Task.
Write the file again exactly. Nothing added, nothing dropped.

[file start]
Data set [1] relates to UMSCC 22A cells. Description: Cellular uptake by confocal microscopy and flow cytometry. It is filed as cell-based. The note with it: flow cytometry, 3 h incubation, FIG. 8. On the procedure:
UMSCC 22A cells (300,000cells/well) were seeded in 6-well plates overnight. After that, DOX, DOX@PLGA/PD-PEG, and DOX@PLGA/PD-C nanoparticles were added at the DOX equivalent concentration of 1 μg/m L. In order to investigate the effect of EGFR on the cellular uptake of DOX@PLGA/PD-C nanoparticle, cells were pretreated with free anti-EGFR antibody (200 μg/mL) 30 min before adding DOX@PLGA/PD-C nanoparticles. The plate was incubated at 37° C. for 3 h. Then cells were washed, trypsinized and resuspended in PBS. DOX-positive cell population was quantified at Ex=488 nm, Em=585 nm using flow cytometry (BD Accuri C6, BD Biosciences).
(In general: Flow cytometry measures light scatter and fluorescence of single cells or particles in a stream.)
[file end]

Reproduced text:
Data set [1] relates to UMSCC 22A cells. Description: Cellular uptake by confocal microscopy and flow cytometry. It is filed as cell-based. The note with it: flow cytometry, 3 h incubation, FIG. 8. On the procedure:
UMSCC 22A cells (300,000cells/well) were seeded in 6-well plates overnight. After that, DOX, DOX@PLGA/PD-PEG, and DOX@PLGA/PD-C nanoparticles were added at the DOX equivalent concentration of 1 μg/m L. In order to investigate the effect of EGFR on the cellular uptake of DOX@PLGA/PD-C nanoparticle, cells were pretreated with free anti-EGFR antibody (200 μg/mL) 30 min before adding DOX@PLGA/PD-C nanoparticles. The plate was incubated at 37° C. for 3 h. Then cells were washed, trypsinized and resuspended in PBS. DOX-positive cell population was quantified at Ex=488 nm, Em=585 nm using flow cytometry (BD Accuri C6, BD Biosciences).
(In general: Flow cytometry measures light scatter and fluorescence of single cells or particles in a stream.)